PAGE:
Cameroon's Bamendjou community celebrates 70 years of sovereign's reign

Cameroon  Alfred Weidinger/CC BY 2.0/Flickr/Wikimedia Commons
© Alfred Weidinger/CC BY 2.0/Flickr/Wikimedia Commons

The Bamendjou community in western Cameroon is celebrating the 70-year reign of its ruler King Fo'o Sokoudjou Jean-Philippe Rameau. Events include an symposium on the role traditional chiefdoms play in preserving peace in Africa.

Bamendjou, a small town 270kms north of the capital Yaoundé, is home to around 75,000 people.

The main town for 23 surrounding villages, Bamendjou was founded around 1680 under the dynasty of indigenous leader Nzogacha.

Its current king, Fo'o Sokoudjou Jean-Philippe Rameau, took to the throne in 1953 aged just 13.

His 70-year reign makes him the longest-serving of Cameroon's traditional chiefs.

He has had a colourful career, marked by shifts in the country's politics and a few minor controversies.

In the years following independence from France in 1960, he had established himself as a nationalist leader, close to the left-wing Union of the Peoples of Cameroon (UPC) fighters.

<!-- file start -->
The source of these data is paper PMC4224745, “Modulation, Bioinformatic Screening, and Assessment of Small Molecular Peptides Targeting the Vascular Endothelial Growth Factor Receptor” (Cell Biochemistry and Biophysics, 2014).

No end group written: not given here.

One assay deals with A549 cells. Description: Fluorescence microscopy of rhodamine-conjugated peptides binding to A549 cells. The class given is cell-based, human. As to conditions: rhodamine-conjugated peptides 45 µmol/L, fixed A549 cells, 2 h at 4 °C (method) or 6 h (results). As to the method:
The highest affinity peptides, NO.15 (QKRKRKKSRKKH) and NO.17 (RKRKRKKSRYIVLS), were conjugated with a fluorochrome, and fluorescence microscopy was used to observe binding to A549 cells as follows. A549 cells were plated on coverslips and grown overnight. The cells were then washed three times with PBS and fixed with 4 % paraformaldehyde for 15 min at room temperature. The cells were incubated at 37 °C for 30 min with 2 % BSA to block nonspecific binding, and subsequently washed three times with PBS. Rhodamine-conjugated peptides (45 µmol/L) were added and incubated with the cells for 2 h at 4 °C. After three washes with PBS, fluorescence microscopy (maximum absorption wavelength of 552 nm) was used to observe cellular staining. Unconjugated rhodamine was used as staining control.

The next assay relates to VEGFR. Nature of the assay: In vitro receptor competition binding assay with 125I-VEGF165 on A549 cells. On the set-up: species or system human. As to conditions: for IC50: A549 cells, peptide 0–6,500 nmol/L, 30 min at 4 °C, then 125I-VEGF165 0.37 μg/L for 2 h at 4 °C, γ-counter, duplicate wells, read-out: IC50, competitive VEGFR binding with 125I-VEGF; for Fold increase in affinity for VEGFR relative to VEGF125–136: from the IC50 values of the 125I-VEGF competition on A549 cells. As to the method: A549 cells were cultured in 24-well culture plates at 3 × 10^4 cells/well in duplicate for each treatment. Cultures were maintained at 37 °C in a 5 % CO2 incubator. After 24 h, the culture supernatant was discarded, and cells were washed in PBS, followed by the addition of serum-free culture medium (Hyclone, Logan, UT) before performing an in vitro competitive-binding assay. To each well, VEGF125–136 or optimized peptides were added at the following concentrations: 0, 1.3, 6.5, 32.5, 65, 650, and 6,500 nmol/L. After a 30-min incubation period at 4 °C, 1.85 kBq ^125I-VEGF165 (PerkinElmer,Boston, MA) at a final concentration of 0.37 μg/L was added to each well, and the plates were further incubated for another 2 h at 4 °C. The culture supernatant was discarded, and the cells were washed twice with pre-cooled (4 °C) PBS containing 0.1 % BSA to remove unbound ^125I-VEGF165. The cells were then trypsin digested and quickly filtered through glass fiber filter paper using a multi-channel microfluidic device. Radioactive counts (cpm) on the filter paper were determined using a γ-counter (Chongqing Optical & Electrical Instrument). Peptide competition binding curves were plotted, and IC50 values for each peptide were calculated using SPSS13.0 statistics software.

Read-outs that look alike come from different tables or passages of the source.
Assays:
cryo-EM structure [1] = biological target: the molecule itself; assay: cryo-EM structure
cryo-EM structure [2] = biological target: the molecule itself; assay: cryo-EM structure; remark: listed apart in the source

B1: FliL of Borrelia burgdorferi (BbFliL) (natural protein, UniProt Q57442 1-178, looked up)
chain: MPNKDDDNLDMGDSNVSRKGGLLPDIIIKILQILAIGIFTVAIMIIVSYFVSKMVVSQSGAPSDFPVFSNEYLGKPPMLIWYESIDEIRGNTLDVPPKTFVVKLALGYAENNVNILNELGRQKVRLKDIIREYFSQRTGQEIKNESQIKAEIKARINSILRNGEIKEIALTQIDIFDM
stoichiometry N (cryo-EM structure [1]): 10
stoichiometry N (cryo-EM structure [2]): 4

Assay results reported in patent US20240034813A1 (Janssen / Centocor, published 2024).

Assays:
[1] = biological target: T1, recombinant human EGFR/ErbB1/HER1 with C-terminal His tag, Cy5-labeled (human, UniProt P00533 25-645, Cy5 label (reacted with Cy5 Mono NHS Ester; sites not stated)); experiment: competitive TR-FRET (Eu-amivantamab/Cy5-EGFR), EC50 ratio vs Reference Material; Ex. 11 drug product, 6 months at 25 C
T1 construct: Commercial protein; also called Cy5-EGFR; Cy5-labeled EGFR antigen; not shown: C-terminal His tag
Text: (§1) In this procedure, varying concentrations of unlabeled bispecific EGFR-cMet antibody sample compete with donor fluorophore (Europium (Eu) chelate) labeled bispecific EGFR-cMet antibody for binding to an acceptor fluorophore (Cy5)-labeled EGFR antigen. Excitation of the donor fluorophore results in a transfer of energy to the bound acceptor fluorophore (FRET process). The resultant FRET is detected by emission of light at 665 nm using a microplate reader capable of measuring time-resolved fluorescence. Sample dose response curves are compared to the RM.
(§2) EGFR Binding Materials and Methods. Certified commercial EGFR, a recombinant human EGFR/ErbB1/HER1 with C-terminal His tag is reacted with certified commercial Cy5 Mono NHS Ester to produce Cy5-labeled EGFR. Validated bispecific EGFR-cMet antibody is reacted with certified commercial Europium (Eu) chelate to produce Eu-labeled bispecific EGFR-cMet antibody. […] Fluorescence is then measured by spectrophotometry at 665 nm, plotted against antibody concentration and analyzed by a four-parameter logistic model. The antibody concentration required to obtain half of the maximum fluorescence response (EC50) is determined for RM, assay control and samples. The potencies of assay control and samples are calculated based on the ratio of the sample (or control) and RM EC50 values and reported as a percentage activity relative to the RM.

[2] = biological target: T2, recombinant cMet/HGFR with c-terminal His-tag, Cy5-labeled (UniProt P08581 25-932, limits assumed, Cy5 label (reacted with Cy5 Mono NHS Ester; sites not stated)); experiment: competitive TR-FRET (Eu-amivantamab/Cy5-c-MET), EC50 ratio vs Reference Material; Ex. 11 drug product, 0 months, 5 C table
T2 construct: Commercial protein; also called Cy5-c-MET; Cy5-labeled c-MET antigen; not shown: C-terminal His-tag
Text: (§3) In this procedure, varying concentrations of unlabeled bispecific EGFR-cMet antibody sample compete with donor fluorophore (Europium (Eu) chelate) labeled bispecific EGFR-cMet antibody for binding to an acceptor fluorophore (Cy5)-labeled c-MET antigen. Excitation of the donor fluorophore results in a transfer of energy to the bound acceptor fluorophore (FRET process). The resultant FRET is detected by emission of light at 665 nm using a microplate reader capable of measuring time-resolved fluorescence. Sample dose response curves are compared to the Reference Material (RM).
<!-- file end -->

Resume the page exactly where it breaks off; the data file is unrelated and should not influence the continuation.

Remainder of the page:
Legend has it that his headquarters were burnt down after he refused to make his chieftaincy an outpost of the Cameroonian administration at the time. He has since had them completely rebuilt.

Cordial relations

While relations with Yaoundé are generally cordial, there have been moments of tension reports RFI's correspondent Polycarpe Essomba.

A few years ago the king took the liberty of criticising President Paul Biya's lengthy stay in power.

He has also been known to challenge the administrative authorities when they tried to impose themselves on his territory.

The 82-year old is still consulted for his opinions and his experience.

This will become apparent as he hosts other chiefs at a symposium on Friday.